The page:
- (Photo: Reuters/Kieran Doherty)
Treating other people as we would like to be treated is a familiar rule for Christians found in the Bible. So, why is it so confusing in today's world as to how Christians should treat those who consider themselves homosexual?
One reason is because so much is at stake. Gay rights and gay marriage have become the central battles in America's religious culture wars. There are some 780,000 same-sex couples in the United States today, around 10 percent of whom are officially married or in civil partnerships, estimates Gary Gates, a demographer in the law school of the University of California, Los Angeles.
Moreover, the lesbian, bisexual, gay and transgender (LBGT) community has made great strides by making their acceptance a matter of civil rights and by labelling biblical prohibitions to such sexual behavior as hate speech and civil intolerance.
They argue there is nothing wrong with homosexual behavior and that anyone who thinks of it as sin is "intolerant" and guilty of a hate crime. Moreover, many Christians play into those charges by focusing on the sinner, not the sin.
"There are many Christians who are intolerant of gays as human beings," said James Middletree, a Christian writer. "There are listed behaviors that are abhorrent to God. There is alcoholism, fornication, and homosexuality with covetousness. If God didn’t bother separating one sin out from that list, why do we?"
Gay rights has long been a hot-button issue for political candidates and conservative leaders. The debate continues to loom over every election cycle because opponents to same-sex marriage say the growing acceptance of homosexuality is a direct threat to traditional Christian norms for sex and marriage.
“Marriage is not only an important cultural symbol, but an example of how heterosexuals are privileged and heterosexual privilege is one of the few remaining social privileging systems in America,” said Austin Cline in a recent news article.
A number of cities and counties have implemented non-discrimination laws. As of April 27, 2011, at least 137 cities and counties prohibit discrimination on the basis of gender identity for both public and private employees. But gay activists continue to contend that there are many places in this country where a homosexual can be fired.
Whether there is a specific gay non-discrimination law in place or not, Middletree argues that how Christians act in the marketplace is crucial.
"If it is commonly known at your workplace that you are a Christian, the fact that you are nicer to the straight co-worker who is living in sin than the gay one will be perceived by the gay person as typical of Christians, further driving them away from believers, and reducing the chance of their ever being receptive to the good news of the Gospel," he said.
Some groups are taking the gay civil rights argument head on. Brian Brown, president of the National Organization for Marriage (NOM), asserts that at the heart of the gay campaign for marriage equality is a desire to oppress religious people.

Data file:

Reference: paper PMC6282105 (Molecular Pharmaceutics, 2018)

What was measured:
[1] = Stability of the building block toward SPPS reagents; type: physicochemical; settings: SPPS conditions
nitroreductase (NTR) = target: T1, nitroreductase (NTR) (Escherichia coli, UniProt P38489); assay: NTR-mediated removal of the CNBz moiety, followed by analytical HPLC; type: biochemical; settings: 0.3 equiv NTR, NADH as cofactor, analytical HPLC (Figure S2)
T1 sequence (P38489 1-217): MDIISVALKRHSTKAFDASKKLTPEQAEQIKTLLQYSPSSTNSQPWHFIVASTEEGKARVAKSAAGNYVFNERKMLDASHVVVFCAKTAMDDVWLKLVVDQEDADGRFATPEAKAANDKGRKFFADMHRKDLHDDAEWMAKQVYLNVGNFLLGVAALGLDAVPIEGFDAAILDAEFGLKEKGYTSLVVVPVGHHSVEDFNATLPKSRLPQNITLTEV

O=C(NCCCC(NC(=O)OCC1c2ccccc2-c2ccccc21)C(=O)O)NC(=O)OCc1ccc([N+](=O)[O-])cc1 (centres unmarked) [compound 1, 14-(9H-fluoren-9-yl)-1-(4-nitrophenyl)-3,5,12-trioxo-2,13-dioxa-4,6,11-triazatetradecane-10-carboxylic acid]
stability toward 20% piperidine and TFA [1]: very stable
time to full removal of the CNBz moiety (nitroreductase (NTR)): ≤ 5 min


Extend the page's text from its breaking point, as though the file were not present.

Brown wrote an article to his readers this week arguing that gay citizens are actually treating religious leaders and opponents to gay marriage as second-class citizens.
“Those in favor of marriage equality can only win if they can get us to accept and internalize the second-class status they propose for us,” Brown writes. “To accept our own marginalization, to be quiet, to stand down and keep our heads down. To live in fear, instead of acting, with courage, out of hope.”
NOM is taking on a critically urgent response to the push for same-sex marriage.
"The mask of tolerance has been cast aside. We are looking into the face of a movement which wants, in the name of equality, to take away your rights and the rights of millions of decent, loving, law-abiding Americans who 'cling' – yes, I'm not afraid to call it that! - to God, common sense, and the best of America's long traditions of respect for Judeo-Christian values."
The controversy won’t go away soon. Federal officials have started counting same-sex married partners in the ten-yearly census for the first time in history. Past censuses have not reported data on gays who consider themselves married.
William Frey, a demographer at the Brookings Institution, says the homosexual community hopes the census will “open people’s eyes” to the number of gays living in the United States and make some policy issues, treat gays better, and change marriage laws.
JoHannah Reardon writes in an article published in Christianity Today this week that Christians are commanded to love each other no matter what path they take in life.
“That doesn't mean we excuse sinful behavior, but it does mean we listen, understand, and sacrifice our own comfort and preconceived ideas to represent Christ well,” Reardon writes.
“Through our friendship with a gay man who was diagnosed with AIDS, I discovered the importance of listening before condemning and of offering the same grace that Christ shows me in spite of all my faults and foibles.”